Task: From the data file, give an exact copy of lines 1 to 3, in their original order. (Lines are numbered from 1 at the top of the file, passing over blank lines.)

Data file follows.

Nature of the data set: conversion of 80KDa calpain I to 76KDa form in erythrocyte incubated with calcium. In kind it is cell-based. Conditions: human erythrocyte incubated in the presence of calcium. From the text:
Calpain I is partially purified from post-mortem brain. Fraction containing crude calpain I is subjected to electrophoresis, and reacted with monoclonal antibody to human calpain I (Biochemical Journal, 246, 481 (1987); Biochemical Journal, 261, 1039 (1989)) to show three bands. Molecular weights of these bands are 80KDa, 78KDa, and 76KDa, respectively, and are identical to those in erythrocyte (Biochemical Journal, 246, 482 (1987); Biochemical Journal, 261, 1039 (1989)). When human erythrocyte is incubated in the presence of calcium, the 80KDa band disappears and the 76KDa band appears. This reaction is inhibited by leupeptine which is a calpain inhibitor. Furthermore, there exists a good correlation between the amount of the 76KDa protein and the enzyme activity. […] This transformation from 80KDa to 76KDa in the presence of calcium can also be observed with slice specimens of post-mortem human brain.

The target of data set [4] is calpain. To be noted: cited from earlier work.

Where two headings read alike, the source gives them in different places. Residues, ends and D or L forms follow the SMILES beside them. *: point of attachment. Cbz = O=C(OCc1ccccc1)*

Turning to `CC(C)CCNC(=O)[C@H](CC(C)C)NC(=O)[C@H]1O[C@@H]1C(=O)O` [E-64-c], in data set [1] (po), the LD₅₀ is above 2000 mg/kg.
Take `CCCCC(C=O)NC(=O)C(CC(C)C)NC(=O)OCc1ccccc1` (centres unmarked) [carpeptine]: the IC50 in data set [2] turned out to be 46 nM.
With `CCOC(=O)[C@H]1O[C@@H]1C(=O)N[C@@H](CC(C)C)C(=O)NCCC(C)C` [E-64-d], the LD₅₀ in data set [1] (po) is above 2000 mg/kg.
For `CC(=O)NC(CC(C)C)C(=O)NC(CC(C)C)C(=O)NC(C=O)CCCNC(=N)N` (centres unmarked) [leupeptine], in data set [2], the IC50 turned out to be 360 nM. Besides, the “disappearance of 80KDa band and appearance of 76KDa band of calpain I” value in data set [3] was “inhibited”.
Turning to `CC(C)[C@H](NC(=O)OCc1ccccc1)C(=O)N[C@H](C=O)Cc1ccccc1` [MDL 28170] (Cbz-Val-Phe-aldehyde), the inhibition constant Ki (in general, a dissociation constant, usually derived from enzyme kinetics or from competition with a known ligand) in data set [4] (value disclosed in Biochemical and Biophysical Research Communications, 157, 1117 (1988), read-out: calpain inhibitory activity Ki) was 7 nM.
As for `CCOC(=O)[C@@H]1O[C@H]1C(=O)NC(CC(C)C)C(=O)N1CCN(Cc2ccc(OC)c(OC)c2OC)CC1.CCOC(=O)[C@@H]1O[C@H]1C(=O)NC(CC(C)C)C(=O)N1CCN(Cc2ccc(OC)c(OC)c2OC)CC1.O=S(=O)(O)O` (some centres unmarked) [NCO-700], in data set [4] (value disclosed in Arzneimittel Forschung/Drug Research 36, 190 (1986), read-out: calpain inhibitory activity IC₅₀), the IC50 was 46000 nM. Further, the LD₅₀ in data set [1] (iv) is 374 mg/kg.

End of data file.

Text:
Nature of the data set: conversion of 80KDa calpain I to 76KDa form in erythrocyte incubated with calcium. In kind it is cell-based. Conditions: human erythrocyte incubated in the presence of calcium. From the text:
Calpain I is partially purified from post-mortem brain. Fraction containing crude calpain I is subjected to electrophoresis, and reacted with monoclonal antibody to human calpain I (Biochemical Journal, 246, 481 (1987); Biochemical Journal, 261, 1039 (1989)) to show three bands. Molecular weights of these bands are 80KDa, 78KDa, and 76KDa, respectively, and are identical to those in erythrocyte (Biochemical Journal, 246, 482 (1987); Biochemical Journal, 261, 1039 (1989)). When human erythrocyte is incubated in the presence of calcium, the 80KDa band disappears and the 76KDa band appears. This reaction is inhibited by leupeptine which is a calpain inhibitor. Furthermore, there exists a good correlation between the amount of the 76KDa protein and the enzyme activity. […] This transformation from 80KDa to 76KDa in the presence of calcium can also be observed with slice specimens of post-mortem human brain.

The target of data set [4] is calpain. To be noted: cited from earlier work.